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[Gifset: Laverne Cox speaks at the GLAAD media awards, she says,
"Each and every one of us has the capacity to be an oppressor. I want to encourage each and every one of us to interrogate how we might be an oppressor, and how we might be able to become liberators for ourselves and each other."]
Had to give tumble snaps as an educator to karnythia for what I read on my TL this morning. Especially that last retweet, this literally just happened in boston public schools. Middle school students all over the district received a letter saying there will no longer be school bus service to the schools. They’re hinting at providing students with t-passes but who knows what the follow through will be… (Though I think they’re trying to force students of color to attend their underperforming neighborhood schools and keep them out of the upper-tier public schools)
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"Karen Mattos is a law student at Unipalmares, which is Brazil’s first and only black college. The school’s student body is 87% Afro-Brazilian."
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"Manteca" is one of the earliest foundational tunes of Afro-Cuban jazz. Co-written by Dizzy Gillespie, Chano Pozo and Gil Fuller in 1947, it is among the most famous of Gillespie’s recordings (along with the earlier "A Night in Tunisia") and is “one of the most important records ever made in the United States”, according to Gary Giddins of the Village Voice. “Manteca” is the first tune rhythmically based on the clave to become a jazz standard.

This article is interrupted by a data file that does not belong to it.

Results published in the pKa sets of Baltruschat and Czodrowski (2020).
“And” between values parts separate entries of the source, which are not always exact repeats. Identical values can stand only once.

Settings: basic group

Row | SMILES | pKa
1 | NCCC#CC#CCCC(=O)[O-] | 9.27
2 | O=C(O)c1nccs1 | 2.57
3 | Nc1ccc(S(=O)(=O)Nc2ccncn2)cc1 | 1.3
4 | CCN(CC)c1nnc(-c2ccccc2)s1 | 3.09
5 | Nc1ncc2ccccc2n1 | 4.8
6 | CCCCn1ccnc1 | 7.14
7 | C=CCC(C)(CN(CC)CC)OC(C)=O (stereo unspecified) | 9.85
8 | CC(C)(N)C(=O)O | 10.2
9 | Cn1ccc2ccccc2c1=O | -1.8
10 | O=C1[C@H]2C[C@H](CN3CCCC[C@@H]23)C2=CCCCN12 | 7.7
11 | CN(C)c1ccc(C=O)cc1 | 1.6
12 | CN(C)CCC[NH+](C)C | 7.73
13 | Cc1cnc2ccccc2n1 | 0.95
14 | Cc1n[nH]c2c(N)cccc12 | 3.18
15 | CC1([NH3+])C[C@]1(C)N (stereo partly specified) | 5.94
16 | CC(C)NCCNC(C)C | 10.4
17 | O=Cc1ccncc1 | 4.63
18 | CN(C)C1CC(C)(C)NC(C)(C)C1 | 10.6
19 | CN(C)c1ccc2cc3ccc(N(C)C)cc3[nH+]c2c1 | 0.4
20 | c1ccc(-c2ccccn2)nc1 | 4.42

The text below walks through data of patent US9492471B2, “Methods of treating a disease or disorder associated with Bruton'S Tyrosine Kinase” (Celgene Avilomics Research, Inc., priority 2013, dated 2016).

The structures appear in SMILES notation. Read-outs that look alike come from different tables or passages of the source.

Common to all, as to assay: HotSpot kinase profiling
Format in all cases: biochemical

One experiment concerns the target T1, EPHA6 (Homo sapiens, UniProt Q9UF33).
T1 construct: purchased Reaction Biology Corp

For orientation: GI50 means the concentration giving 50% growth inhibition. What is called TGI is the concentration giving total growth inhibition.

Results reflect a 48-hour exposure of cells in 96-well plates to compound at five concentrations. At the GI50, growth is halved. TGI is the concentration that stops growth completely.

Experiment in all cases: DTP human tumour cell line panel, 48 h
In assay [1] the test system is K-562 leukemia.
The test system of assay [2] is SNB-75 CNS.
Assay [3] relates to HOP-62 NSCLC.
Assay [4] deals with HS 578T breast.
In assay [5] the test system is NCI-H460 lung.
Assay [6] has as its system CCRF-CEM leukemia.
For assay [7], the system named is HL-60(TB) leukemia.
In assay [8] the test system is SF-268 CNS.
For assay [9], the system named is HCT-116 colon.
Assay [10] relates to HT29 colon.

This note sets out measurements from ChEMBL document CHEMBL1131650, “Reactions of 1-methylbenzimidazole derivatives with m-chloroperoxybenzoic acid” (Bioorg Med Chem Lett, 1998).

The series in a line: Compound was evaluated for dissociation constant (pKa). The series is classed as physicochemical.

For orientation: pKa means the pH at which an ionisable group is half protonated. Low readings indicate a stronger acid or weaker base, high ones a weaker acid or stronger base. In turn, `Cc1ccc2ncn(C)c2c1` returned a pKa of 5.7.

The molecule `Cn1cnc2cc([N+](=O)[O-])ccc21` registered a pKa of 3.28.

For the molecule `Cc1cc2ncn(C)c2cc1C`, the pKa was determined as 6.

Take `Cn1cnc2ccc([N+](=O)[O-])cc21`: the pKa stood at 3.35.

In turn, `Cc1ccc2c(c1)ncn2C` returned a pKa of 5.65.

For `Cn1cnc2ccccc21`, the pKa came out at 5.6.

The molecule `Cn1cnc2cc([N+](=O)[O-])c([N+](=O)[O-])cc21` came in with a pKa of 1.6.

In 1947, Gillespie asked Mario Bauzá to recommend a Cuban percussionist for his big band. Bauzá suggested Pozo, a rough-living percussionist already famous in Cuba, and Gillespie hired him. They began to work Pozo’s Cuban-style percussion into the band’s arrangements.
The band was touring in California when Pozo presented Gillespie with the idea for the tune. It featured a bridge of two eight-bar trumpet statements by Gillespie, percussion patterns played by Pozo, and horn lines from Gillespie’s big band arranger Walter “Gil” Fuller.
According to Gillespie, Pozo composed the layered, contrapuntal guajeos (Afro-Cuban ostinatos) of the A section and the introduction, while Gillespie wrote the bridge. Gillespie recounted: “If I’d let it go like [Pozo] wanted it, it would have been strictly Afro-Cuban all the way. There wouldn’t have been a bridge. I thought I was writing an eight-bar bridge, but after eight bars I hadn’t resolved back to B-flat, so I had to keep going and ended up writing a sixteen-bar bridge.” The rhythm of the ‘A’ section melody is identical to a common mambo bell pattern.”
Same root, many branches! I love learning about Afrodescendants from all over creating together.
Chano Pozo & Dizzy Gillespie’s Big Band - Manteca
Joie Lee, slaying since ‘86.
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